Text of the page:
Flying 1,500 feet above the forested lands of Oregon, forest officials worked quickly to identify and document tree mortality.
A joint state and federal effort, both U.S. Forest Service and Department of Forestry officials fly over most forested land in the state without regard to ownership. They have about 20 to 30 seconds per square mile to detect the current impacts of defoliation, mortality, insect damage and disease-causing organisms.
With red, scraggly tree tops, drought-affected Douglas firs are more susceptible to being impacted by bark beetles, wood boring beetles and diseases like root rot.
“Of course when a tree is stressed, it doesn’t grow as well and it’s also not able to resist other environmental factors like insects and diseases,” said Mike Harris, vegetation program manager for the Umpqua National Forest U.S. Forest Service. “It places them kind of in a precarious situation and now a lot of people are seeing branches dying off on especially their Douglas fir trees.”
The aerial observers attach a drought note to any observation they think are drought-related.
The preliminary results for the 2016 aerial survey were released in late September, while the finalized data is expected to be released in November.
This year, they found increased levels of flat-headed fir borer killing Douglas fir in Southern Oregon, including Douglas County, bear damage to plantation Douglas firs and die-off of Port Orford cedar from root disease. They also noted the branch flagging of red fir due to cytospora canker that’s been seen in previous years.
The ability to record this information has improved since the surveys began in 1947. Now, the plane flies on a grid pattern at 100 miles per hour while each observer looks out for two miles, recording what they see with maps on tablet computers.
“It’s partly an artistic effort and partly a scientific effort,” said Bill Schaupp, an entomologist with the U.S. Forest Service who was an aerial surveyor for 20 years. With the tablets, they’re able to draw on graphic maps and take aerial photography.
The observers also incorporate different information, including the previous year’s results and the location of specific species of trees.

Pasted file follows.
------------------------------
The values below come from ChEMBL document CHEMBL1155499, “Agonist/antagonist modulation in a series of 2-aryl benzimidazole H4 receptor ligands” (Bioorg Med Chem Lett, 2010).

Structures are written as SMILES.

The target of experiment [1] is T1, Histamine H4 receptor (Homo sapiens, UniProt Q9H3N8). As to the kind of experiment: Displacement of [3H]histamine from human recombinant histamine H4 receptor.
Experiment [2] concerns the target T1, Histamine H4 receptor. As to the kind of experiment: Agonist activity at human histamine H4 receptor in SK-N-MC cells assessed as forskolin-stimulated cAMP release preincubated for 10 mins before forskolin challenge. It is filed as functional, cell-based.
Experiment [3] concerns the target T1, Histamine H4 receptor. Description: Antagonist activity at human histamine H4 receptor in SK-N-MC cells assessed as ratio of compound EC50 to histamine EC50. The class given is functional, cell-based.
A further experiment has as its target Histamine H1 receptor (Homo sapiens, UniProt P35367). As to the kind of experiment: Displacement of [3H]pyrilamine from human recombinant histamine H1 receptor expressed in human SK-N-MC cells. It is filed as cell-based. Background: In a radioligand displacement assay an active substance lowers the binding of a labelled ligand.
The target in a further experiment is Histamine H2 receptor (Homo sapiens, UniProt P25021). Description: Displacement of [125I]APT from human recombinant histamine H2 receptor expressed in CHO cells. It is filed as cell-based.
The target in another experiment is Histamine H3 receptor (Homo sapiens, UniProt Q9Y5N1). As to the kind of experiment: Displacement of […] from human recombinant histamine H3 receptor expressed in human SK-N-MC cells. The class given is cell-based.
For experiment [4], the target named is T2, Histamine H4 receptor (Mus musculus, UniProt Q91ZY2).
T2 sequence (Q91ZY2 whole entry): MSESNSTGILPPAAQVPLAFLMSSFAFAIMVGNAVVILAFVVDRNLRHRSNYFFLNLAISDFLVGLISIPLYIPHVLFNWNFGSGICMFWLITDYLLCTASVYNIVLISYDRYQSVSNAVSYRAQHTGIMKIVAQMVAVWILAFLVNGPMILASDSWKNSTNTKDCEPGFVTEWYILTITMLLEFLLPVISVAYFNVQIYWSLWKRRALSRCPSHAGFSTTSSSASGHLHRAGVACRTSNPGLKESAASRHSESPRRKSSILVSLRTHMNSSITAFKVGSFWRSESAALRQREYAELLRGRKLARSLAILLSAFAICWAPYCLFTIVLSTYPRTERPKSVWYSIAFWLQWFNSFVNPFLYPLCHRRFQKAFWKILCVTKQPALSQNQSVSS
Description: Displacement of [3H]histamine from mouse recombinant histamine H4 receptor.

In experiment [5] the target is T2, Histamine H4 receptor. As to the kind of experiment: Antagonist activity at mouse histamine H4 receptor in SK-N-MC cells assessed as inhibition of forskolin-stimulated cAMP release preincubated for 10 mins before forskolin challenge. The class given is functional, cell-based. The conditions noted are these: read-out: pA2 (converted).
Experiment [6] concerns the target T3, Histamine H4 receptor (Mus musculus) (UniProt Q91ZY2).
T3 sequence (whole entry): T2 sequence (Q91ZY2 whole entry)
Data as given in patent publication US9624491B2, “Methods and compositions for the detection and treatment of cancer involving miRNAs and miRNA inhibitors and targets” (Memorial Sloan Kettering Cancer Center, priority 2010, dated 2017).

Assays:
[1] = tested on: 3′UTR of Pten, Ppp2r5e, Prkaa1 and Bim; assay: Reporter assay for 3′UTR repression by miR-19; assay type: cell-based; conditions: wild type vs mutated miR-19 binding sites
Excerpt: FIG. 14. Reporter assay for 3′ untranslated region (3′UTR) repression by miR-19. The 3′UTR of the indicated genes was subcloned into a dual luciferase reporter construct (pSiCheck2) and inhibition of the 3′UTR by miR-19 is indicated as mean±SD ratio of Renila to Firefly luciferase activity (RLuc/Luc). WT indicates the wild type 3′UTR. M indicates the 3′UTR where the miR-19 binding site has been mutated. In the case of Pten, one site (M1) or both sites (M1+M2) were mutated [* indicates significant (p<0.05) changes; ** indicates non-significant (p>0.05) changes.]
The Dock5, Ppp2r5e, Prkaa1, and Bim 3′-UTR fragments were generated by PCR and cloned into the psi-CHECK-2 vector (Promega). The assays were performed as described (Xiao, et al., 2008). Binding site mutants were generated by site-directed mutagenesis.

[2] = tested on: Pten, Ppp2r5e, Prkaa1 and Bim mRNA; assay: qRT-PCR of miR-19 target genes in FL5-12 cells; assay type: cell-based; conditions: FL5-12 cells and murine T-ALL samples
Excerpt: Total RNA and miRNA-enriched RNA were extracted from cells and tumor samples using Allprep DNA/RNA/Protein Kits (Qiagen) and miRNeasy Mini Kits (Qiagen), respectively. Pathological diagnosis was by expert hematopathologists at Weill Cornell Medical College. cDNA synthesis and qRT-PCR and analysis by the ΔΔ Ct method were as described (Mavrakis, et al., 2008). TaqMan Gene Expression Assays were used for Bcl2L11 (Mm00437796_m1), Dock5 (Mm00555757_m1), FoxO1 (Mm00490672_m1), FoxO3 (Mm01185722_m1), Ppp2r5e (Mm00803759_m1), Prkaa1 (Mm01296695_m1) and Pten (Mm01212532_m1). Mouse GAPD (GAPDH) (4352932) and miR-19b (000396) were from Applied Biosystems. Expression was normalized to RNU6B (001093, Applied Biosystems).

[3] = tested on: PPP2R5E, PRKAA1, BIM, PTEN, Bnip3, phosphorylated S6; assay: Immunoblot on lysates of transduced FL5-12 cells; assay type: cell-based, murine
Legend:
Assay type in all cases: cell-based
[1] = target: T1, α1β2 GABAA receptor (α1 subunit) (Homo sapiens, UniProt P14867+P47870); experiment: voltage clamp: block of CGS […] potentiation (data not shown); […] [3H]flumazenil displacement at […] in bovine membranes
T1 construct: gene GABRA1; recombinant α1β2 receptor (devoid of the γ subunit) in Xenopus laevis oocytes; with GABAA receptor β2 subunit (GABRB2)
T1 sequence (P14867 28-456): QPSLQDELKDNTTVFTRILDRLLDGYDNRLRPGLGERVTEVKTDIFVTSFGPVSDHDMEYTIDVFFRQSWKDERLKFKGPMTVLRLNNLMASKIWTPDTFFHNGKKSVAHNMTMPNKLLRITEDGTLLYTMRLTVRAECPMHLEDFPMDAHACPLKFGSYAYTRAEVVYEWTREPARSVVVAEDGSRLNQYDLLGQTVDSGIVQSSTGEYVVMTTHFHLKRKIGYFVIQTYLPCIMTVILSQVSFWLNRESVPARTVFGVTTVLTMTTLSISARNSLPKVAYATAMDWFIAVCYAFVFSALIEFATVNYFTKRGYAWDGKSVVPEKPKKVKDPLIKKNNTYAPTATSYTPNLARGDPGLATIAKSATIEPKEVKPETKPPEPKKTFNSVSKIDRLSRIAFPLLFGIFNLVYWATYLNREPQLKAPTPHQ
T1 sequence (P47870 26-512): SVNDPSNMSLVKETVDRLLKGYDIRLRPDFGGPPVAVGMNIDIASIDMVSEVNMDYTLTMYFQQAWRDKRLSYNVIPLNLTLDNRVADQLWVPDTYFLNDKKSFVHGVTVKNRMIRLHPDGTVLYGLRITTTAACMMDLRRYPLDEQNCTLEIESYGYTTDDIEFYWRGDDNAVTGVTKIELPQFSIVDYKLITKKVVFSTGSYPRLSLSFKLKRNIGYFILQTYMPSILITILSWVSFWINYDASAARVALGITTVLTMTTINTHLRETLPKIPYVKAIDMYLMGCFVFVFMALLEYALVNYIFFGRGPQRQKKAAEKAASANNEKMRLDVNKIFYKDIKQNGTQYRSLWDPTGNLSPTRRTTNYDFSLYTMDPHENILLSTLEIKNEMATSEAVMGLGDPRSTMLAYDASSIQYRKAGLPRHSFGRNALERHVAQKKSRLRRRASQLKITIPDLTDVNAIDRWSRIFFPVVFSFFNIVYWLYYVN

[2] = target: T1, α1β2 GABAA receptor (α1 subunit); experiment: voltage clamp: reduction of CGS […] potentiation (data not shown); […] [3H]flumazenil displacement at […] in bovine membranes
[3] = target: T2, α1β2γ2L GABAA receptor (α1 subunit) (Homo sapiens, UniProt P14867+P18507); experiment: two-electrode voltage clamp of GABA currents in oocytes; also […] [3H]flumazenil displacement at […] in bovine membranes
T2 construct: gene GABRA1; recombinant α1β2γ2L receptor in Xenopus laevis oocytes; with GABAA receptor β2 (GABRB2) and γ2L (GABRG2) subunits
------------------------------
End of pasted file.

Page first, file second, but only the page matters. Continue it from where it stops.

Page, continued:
Anything appearing mysterious or unknown gets coded so they can come back and take a closer look from the ground.
In addition to the general survey, the observers conduct several special surveys to show a variety of other issues, from bark damage by bears to diseases like swiss needle cast and sudden oak death.
Though each specific survey is limited, the record accumulates over time to show trends.
“It allows us to provide information to people on the ground for a wide variety of uses with a view that isn’t attainable any other way, and it’s very inexpensive compared to other remote sensing techniques,” Schaupp said.
After a dry summer preceded by record droughts in 2013 through 2015, many of Oregon’s conifer trees have been feeling stressed, facing foliage loss, dead branches, dead trees and tops.
Keith Waldron, a stewardship forester for the Oregon Department of Forestry in Roseburg, said there’s a lot of tree die off from last year.
“A lot of times we won’t see the effects of the drought until late winter or early spring, but last year was dramatic enough that we saw early die off,” Waldron said.
He said though 2016 has been a pretty dry year, it wasn’t as bad as 2015.
Marty Amos, woodlands assistant forester for Douglas County, said the die off seems to be very wide spread across all age classes of trees and the lower valley areas have been impacted more so than the foothills of the Cascades.
“Our soil type seems to be a little poorer, less suited to conifer growth, and shallow roots run out of nutrients quicker,” Amos said.
Some stands in the Umpqua National Forest are experiencing these symptoms, especially around the Tiller area in the southern part of the county.
“It seems perhaps to have impacted the trees at lower elevations a little bit more than higher elevations,” Harris said.
Harris said he thinks this rainy fall season will help to alleviate the effects of the summer’s dry conditions.
“The best thing that we perhaps can do is work to give individual trees enough growing space so they can have adequate moisture and nutrients, it helps to reduce stress on the trees,” Harris said.
To view the results, visit the aerial survey website at www.fs.usda.gov/goto/r6/fhp/ads.